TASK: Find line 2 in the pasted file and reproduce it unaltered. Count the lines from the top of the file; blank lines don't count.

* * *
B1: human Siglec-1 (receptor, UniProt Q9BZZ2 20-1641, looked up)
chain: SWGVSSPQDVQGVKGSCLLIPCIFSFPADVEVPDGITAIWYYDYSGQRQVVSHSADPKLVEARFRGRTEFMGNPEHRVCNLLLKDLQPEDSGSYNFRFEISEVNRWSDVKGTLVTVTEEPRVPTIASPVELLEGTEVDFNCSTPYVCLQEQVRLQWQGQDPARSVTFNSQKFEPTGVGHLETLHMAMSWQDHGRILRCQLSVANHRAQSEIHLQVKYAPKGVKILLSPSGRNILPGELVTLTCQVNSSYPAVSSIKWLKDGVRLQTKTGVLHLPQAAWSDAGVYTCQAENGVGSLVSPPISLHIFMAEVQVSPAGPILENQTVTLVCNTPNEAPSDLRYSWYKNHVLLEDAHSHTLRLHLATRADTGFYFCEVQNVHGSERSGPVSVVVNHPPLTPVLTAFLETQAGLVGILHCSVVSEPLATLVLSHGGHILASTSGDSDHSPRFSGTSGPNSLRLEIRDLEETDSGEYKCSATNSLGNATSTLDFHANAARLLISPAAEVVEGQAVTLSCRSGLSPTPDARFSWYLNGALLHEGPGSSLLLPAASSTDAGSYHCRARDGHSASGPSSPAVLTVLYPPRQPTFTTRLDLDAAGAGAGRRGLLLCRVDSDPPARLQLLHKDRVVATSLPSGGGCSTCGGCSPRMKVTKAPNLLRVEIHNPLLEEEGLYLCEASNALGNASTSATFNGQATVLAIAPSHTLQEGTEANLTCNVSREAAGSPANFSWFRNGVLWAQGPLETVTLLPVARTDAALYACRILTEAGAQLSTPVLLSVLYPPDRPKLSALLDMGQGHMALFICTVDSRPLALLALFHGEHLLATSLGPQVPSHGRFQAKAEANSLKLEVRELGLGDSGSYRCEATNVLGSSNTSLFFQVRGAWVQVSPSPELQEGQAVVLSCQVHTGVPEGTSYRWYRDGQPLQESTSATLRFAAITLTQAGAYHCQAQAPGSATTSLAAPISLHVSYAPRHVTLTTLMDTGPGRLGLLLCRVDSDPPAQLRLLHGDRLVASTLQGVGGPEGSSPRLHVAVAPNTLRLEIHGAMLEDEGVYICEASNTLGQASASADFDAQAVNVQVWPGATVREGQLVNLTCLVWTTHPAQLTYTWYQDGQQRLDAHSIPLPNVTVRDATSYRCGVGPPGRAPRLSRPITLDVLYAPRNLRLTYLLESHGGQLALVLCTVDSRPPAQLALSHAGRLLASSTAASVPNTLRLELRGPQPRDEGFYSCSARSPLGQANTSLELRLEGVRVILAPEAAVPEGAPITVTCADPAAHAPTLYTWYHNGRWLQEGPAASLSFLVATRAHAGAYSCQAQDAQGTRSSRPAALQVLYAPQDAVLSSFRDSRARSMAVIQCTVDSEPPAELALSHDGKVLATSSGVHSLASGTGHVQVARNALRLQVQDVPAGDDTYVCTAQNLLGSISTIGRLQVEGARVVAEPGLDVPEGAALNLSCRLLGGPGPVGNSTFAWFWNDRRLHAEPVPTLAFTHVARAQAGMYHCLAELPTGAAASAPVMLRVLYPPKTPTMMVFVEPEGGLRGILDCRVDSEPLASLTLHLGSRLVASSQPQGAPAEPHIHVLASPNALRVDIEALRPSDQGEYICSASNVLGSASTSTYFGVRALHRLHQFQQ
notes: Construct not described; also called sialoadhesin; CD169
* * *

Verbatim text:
chain: SWGVSSPQDVQGVKGSCLLIPCIFSFPADVEVPDGITAIWYYDYSGQRQVVSHSADPKLVEARFRGRTEFMGNPEHRVCNLLLKDLQPEDSGSYNFRFEISEVNRWSDVKGTLVTVTEEPRVPTIASPVELLEGTEVDFNCSTPYVCLQEQVRLQWQGQDPARSVTFNSQKFEPTGVGHLETLHMAMSWQDHGRILRCQLSVANHRAQSEIHLQVKYAPKGVKILLSPSGRNILPGELVTLTCQVNSSYPAVSSIKWLKDGVRLQTKTGVLHLPQAAWSDAGVYTCQAENGVGSLVSPPISLHIFMAEVQVSPAGPILENQTVTLVCNTPNEAPSDLRYSWYKNHVLLEDAHSHTLRLHLATRADTGFYFCEVQNVHGSERSGPVSVVVNHPPLTPVLTAFLETQAGLVGILHCSVVSEPLATLVLSHGGHILASTSGDSDHSPRFSGTSGPNSLRLEIRDLEETDSGEYKCSATNSLGNATSTLDFHANAARLLISPAAEVVEGQAVTLSCRSGLSPTPDARFSWYLNGALLHEGPGSSLLLPAASSTDAGSYHCRARDGHSASGPSSPAVLTVLYPPRQPTFTTRLDLDAAGAGAGRRGLLLCRVDSDPPARLQLLHKDRVVATSLPSGGGCSTCGGCSPRMKVTKAPNLLRVEIHNPLLEEEGLYLCEASNALGNASTSATFNGQATVLAIAPSHTLQEGTEANLTCNVSREAAGSPANFSWFRNGVLWAQGPLETVTLLPVARTDAALYACRILTEAGAQLSTPVLLSVLYPPDRPKLSALLDMGQGHMALFICTVDSRPLALLALFHGEHLLATSLGPQVPSHGRFQAKAEANSLKLEVRELGLGDSGSYRCEATNVLGSSNTSLFFQVRGAWVQVSPSPELQEGQAVVLSCQVHTGVPEGTSYRWYRDGQPLQESTSATLRFAAITLTQAGAYHCQAQAPGSATTSLAAPISLHVSYAPRHVTLTTLMDTGPGRLGLLLCRVDSDPPAQLRLLHGDRLVASTLQGVGGPEGSSPRLHVAVAPNTLRLEIHGAMLEDEGVYICEASNTLGQASASADFDAQAVNVQVWPGATVREGQLVNLTCLVWTTHPAQLTYTWYQDGQQRLDAHSIPLPNVTVRDATSYRCGVGPPGRAPRLSRPITLDVLYAPRNLRLTYLLESHGGQLALVLCTVDSRPPAQLALSHAGRLLASSTAASVPNTLRLELRGPQPRDEGFYSCSARSPLGQANTSLELRLEGVRVILAPEAAVPEGAPITVTCADPAAHAPTLYTWYHNGRWLQEGPAASLSFLVATRAHAGAYSCQAQDAQGTRSSRPAALQVLYAPQDAVLSSFRDSRARSMAVIQCTVDSEPPAELALSHDGKVLATSSGVHSLASGTGHVQVARNALRLQVQDVPAGDDTYVCTAQNLLGSISTIGRLQVEGARVVAEPGLDVPEGAALNLSCRLLGGPGPVGNSTFAWFWNDRRLHAEPVPTLAFTHVARAQAGMYHCLAELPTGAAASAPVMLRVLYPPKTPTMMVFVEPEGGLRGILDCRVDSEPLASLTLHLGSRLVASSQPQGAPAEPHIHVLASPNALRVDIEALRPSDQGEYICSASNVLGSASTSTYFGVRALHRLHQFQQ